Odours of cleaning products used in common areas can be a human rights issue

The corporation’s cleaning crew uses products that are heavily scented. Many of the residents suffer from issues such as asthma, COPD and allergies. But our requests that scentless cleaning products be used have been ignored. What can we do?

The Ontario Human Rights Code requires condominium corporations to accommodate disabilities of residents. Some of the conditions you describe would appear to constitute disabilities. Medical opinions might be sought for the affected residents, stating that the scented products have a negative effect upon the various residents.

If the corporation fails to end the use of the scented products, an application might be made by residents, pursuant to the Human Rights Code, requesting an order to that effect.

We have been told by our condominium corporation that we must removed tiles installed on the balcony before we will be allowed to sell our unit. The building was built in 1983 and the tiles were installed in 1984. Is the removal our responsibility?

If the tiles were installed by the developer, the condominium corporation is not entitled to require you to remove the tiles. If the tiles were installed on the common-element balcony by you or a previous owner without the approval of the corporation, the unit owner may be required to remove the tiles.

The corporation is not entitled to prevent you from selling your unit if you do not remove the tiles. But the corp. could specify in a disclosure statement, to be provided to the purchaser of the unit, that the purchaser will be responsible for the removal of the tiles. And that could affect the sale.

I understand that in Alberta, condominium bylaws must be approved by a vote of the owners and must also be registered in the Land Titles Office. Is it the same in Ontario?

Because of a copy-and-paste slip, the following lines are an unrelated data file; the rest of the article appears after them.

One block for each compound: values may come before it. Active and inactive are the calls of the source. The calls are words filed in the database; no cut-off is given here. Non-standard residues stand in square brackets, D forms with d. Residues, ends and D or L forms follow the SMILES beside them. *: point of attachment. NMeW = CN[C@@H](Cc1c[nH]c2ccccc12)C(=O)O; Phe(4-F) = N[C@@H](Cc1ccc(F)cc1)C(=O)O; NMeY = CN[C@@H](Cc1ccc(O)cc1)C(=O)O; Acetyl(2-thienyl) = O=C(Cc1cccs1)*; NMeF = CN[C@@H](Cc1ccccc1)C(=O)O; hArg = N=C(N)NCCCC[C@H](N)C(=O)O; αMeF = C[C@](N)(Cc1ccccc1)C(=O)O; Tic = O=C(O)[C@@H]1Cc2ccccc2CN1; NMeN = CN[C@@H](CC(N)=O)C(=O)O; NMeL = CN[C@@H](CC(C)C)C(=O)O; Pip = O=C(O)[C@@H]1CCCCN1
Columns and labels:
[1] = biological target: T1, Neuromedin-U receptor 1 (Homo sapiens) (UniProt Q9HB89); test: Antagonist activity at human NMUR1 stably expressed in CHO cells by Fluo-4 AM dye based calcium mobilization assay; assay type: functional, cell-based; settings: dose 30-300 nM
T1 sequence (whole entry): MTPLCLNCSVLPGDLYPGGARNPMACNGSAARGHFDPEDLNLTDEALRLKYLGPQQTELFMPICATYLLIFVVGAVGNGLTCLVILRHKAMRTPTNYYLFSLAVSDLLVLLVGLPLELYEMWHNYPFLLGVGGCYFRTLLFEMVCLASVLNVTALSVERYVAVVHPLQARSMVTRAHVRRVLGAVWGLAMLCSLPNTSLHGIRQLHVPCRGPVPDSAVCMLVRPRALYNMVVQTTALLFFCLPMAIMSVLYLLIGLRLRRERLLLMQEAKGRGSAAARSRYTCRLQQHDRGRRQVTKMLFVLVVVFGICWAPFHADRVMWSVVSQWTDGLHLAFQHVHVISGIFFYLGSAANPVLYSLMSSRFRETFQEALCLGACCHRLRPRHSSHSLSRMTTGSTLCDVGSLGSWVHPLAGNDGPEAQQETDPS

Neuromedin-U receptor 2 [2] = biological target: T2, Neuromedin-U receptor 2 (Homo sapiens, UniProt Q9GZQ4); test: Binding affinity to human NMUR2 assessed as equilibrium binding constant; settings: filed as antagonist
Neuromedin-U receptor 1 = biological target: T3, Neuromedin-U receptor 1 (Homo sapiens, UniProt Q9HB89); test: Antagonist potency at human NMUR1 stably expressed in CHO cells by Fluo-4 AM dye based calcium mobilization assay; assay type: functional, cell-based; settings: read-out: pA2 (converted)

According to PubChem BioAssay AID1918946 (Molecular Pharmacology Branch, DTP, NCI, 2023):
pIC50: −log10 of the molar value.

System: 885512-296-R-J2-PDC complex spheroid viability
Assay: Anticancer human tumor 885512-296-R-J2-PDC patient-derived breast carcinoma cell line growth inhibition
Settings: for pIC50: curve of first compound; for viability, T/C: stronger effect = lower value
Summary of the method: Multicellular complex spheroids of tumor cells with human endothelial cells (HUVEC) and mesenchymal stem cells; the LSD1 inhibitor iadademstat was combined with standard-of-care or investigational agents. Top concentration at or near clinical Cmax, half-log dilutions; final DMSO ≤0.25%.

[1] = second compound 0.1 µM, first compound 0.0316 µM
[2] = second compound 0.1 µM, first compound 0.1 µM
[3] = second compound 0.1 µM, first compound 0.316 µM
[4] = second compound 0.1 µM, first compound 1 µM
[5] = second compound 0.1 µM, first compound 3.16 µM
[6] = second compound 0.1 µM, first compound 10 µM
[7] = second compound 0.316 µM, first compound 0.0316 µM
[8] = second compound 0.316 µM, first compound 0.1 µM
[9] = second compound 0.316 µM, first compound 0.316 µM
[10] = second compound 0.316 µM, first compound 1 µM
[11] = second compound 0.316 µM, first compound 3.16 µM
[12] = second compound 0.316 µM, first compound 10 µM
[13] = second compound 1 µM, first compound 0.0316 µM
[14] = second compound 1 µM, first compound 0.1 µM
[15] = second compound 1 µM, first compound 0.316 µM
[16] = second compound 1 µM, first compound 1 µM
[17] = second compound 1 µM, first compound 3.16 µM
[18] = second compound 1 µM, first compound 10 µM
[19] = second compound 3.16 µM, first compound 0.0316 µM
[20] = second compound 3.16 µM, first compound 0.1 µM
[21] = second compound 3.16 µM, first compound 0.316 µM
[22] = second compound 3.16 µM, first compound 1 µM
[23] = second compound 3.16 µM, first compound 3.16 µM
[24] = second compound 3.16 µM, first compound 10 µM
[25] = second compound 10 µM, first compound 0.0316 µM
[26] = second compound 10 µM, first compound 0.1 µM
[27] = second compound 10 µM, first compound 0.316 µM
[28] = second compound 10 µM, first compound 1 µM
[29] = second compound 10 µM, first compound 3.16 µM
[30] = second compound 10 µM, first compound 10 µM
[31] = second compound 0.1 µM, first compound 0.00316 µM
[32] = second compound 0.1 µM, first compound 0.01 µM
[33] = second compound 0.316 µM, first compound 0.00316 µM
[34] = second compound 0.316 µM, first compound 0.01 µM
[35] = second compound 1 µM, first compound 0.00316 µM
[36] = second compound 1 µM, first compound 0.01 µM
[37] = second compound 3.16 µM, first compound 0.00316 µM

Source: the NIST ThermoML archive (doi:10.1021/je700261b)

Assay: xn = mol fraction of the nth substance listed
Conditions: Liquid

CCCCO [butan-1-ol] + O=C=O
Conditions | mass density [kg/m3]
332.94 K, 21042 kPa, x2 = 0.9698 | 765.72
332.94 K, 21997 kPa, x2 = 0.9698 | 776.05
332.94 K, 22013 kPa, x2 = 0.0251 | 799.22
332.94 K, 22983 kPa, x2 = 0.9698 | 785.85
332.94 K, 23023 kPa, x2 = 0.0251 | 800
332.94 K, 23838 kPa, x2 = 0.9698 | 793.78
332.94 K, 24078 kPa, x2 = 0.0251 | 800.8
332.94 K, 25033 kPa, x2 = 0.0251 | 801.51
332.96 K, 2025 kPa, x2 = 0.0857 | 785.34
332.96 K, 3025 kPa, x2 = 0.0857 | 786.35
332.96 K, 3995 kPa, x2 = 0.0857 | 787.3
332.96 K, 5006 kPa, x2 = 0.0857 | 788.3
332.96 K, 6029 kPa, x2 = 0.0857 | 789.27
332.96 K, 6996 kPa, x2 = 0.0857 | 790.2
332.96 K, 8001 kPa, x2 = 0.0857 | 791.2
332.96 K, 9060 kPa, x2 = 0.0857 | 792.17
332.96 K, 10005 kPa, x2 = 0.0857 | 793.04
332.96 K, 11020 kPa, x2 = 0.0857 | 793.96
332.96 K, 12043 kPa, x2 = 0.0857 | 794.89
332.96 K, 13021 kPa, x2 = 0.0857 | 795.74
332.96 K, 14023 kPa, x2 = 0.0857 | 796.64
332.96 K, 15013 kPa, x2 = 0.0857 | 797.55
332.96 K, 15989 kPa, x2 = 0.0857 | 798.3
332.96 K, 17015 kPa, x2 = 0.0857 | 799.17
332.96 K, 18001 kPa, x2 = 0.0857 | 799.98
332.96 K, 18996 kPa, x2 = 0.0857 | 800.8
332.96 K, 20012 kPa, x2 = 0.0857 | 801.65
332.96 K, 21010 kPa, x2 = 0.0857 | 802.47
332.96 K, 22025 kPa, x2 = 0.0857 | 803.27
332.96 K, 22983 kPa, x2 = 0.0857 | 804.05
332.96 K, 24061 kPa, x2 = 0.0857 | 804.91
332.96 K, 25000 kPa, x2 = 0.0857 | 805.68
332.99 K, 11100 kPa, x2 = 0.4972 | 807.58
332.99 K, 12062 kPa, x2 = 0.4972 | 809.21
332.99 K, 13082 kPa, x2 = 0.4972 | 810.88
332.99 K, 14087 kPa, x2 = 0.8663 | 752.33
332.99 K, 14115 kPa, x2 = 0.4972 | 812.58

Yes. A bylaw passed by the board must receive a vote in favour by a majority of the unit owners. The bylaw must also be registered in the appropriate land titles division of the Land Registry Office.

In our condominium, the board provided a list of common-element, owner-initiated enhancements it would approve. If the board changes that list, can it now require owners who made enhancements previously approved to alter them to be in accordance with the newly approved list?

Section 98 of the Condominium Act permits unit owners to make additions, alteration or improvements to the common elements — which are approved by the board — provided that the owner and the corporation enter into an agreement and that are registered on the title to the owner’s unit. Once the corporation has approved and the required agreement has been registered, a unit owner is entitled to proceed.

There is nothing in section 98 that enables a corporation to require an owner to remove or alter additions, alterations or improvements that have been properly carried out in accordance with section 98. Any change in the required approvals will be applicable to a future request by an owner but should not affect work previously approved in accordance with section 98.

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Gerry Hyman


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